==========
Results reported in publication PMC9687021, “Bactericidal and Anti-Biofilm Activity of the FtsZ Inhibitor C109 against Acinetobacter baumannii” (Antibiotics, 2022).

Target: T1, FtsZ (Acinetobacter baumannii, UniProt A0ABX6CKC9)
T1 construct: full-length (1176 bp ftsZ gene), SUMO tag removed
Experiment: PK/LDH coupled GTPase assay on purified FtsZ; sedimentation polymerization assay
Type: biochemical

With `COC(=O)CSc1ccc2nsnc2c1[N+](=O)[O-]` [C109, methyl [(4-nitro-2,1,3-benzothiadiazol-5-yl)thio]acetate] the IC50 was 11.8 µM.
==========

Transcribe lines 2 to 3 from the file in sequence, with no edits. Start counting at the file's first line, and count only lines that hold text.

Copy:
Target: T1, FtsZ (Acinetobacter baumannii, UniProt A0ABX6CKC9)
T1 construct: full-length (1176 bp ftsZ gene), SUMO tag removed